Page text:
Sunday, March 4, 2012

We painted our trees yesterday.  No, we didn't sit outside with an easel painting landscape pictures.  We painted the trunks of all the fruit trees.  I bought a gallon of interior white latex paint - the cheapest gallon I could find, $10.  After I bought it oldest daughter told me I should have gone to the Habitat for Humanity Restore because they sell paint for $5 a gallon.  I've been told to use indoor paint because the outdoor paint may have chemicals in it that aren't good for the trees.  Even so, the indoor paint will last a long time on the trees.  We aren't quite done but I don't know if we will get them finished today or if it will have to wait until next weekend.  We do have a lot of trees to paint!  This task should have been done prior to winter but I didn't do it because I didn't remember.  Nobody else around here paints their trees so there was nothing to jar my memory that this should be done. 

There are several reasons to paint the trees.  The first and probably most common reason is to prevent the tree trunk and bark from getting sun burned.  The white (or any light color you choose) trunks don't heat up as quickly in the sun.  The paint also helps prevent splitting of the wood due to temperature changes between day and night.  This is something that can happen during the winter and spring, when it's warm out during the day but below freezing at night.  If there is a split in the bark then the trunk under will warm up during the day then get injured by the cold at night.  In the spring these areas will appear discolored and sunken.  This has happened to several of my trees.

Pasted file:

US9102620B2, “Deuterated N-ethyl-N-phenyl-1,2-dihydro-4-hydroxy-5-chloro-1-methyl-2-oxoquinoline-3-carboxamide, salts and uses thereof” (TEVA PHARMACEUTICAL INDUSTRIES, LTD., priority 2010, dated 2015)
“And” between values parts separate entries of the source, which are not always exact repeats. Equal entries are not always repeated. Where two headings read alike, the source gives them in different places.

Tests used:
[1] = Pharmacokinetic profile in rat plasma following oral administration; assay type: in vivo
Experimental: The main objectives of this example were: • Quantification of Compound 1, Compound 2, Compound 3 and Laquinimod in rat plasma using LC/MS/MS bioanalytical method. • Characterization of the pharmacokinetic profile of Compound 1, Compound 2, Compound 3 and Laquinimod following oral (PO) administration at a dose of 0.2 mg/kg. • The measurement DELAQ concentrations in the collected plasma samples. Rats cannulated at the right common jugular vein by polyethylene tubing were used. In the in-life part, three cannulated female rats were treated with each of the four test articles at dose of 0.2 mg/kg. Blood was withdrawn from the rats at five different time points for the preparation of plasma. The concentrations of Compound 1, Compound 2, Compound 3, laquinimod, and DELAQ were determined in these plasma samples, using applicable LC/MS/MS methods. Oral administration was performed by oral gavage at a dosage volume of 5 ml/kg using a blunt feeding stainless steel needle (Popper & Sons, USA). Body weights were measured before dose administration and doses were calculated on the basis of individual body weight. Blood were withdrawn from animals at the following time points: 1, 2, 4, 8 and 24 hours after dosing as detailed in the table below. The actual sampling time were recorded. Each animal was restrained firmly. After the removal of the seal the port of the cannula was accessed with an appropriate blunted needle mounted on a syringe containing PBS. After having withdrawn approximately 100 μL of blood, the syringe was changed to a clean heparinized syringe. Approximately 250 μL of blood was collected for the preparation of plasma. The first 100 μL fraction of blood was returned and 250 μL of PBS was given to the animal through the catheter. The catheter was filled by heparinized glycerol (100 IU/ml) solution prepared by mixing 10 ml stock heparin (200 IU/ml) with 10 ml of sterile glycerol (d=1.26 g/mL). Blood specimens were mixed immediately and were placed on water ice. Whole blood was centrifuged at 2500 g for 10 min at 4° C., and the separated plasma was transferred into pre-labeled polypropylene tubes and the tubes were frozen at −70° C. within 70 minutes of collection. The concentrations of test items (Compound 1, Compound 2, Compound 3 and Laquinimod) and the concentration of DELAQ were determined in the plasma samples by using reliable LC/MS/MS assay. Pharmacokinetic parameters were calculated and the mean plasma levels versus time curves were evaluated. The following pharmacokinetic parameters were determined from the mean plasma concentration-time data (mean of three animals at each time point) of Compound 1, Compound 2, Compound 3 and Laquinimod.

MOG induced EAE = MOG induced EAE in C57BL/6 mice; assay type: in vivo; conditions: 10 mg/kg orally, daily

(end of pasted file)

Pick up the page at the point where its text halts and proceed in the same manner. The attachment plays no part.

Whether from sun burn or split due to temperature changes, split bark will provide entry points for insects and diseases.  The white paint is also acts as an insecticide. It keeps bugs from getting into the bark and causing damage to the tree. Also insects often will not climb the tree when the trunk is painted. This means they won't be putting their eggs in the trunk.  Any bugs that are on the trunk will be more visible to birds.  Ladybugs are attracted to the white trunks and they'll also help keep the tree free from bugs.  There are a couple of woodpeckers around that are pecking into some of the ornamental trees in the yard.  I've been told that they won't peck into the trees if you paint the trunks because they have a hard time gripping the tree.  I'm not sure I believe that because woodpeckers don't seem to have a problem pecking the outbuildings at the bug-out place and those buildings are painted.  

If the trees are near the road the white paint makes the trees more visible at night time.  Sometimes people paint the trunks because they like the looks of it.  It's best to paint the trees prior to winter but having them painted before summer will help with the sun burn even if I didn't get it on in time to help with the splitting. 


1 comment:

  1. Many paint there trunks here too, especially during an infestation of web worms, apparently, they won't crawl across the white barrier. Thanks for the info on that...our fruit trees never survive their first year, and we haven't figured out the problem yet. We will be trying again this year, and prayerfully they will survive. We currently have no producing fruit trees, and rely on wild fruits, and gleaning from abandoned homesteads.